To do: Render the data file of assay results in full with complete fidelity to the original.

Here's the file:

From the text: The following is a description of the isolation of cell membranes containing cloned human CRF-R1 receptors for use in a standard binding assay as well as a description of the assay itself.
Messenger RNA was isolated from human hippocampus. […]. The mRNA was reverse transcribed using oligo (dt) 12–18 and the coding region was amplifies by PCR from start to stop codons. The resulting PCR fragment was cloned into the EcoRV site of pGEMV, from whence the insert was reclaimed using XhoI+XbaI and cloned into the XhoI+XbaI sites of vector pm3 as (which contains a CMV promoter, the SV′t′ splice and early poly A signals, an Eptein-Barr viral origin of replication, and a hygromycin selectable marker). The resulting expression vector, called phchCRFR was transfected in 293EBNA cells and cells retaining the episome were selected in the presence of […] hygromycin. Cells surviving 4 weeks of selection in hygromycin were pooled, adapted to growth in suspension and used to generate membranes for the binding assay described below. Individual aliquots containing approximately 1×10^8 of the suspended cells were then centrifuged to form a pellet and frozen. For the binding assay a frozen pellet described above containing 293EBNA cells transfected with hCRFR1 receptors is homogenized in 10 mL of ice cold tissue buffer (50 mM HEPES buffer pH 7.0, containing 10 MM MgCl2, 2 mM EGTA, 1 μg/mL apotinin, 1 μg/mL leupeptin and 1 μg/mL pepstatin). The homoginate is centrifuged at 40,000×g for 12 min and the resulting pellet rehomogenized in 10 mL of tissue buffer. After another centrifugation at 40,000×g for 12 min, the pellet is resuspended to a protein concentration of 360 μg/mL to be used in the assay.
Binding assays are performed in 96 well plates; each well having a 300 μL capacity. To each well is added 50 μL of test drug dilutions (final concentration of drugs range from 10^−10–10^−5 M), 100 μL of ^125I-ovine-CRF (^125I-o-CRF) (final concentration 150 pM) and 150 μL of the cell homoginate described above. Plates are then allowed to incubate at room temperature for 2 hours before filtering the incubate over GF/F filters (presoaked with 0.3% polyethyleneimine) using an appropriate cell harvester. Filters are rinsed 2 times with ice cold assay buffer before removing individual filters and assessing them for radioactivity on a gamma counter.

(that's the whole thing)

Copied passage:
From the text: The following is a description of the isolation of cell membranes containing cloned human CRF-R1 receptors for use in a standard binding assay as well as a description of the assay itself.
Messenger RNA was isolated from human hippocampus. […]. The mRNA was reverse transcribed using oligo (dt) 12–18 and the coding region was amplifies by PCR from start to stop codons. The resulting PCR fragment was cloned into the EcoRV site of pGEMV, from whence the insert was reclaimed using XhoI+XbaI and cloned into the XhoI+XbaI sites of vector pm3 as (which contains a CMV promoter, the SV′t′ splice and early poly A signals, an Eptein-Barr viral origin of replication, and a hygromycin selectable marker). The resulting expression vector, called phchCRFR was transfected in 293EBNA cells and cells retaining the episome were selected in the presence of […] hygromycin. Cells surviving 4 weeks of selection in hygromycin were pooled, adapted to growth in suspension and used to generate membranes for the binding assay described below. Individual aliquots containing approximately 1×10^8 of the suspended cells were then centrifuged to form a pellet and frozen. For the binding assay a frozen pellet described above containing 293EBNA cells transfected with hCRFR1 receptors is homogenized in 10 mL of ice cold tissue buffer (50 mM HEPES buffer pH 7.0, containing 10 MM MgCl2, 2 mM EGTA, 1 μg/mL apotinin, 1 μg/mL leupeptin and 1 μg/mL pepstatin). The homoginate is centrifuged at 40,000×g for 12 min and the resulting pellet rehomogenized in 10 mL of tissue buffer. After another centrifugation at 40,000×g for 12 min, the pellet is resuspended to a protein concentration of 360 μg/mL to be used in the assay.
Binding assays are performed in 96 well plates; each well having a 300 μL capacity. To each well is added 50 μL of test drug dilutions (final concentration of drugs range from 10^−10–10^−5 M), 100 μL of ^125I-ovine-CRF (^125I-o-CRF) (final concentration 150 pM) and 150 μL of the cell homoginate described above. Plates are then allowed to incubate at room temperature for 2 hours before filtering the incubate over GF/F filters (presoaked with 0.3% polyethyleneimine) using an appropriate cell harvester. Filters are rinsed 2 times with ice cold assay buffer before removing individual filters and assessing them for radioactivity on a gamma counter.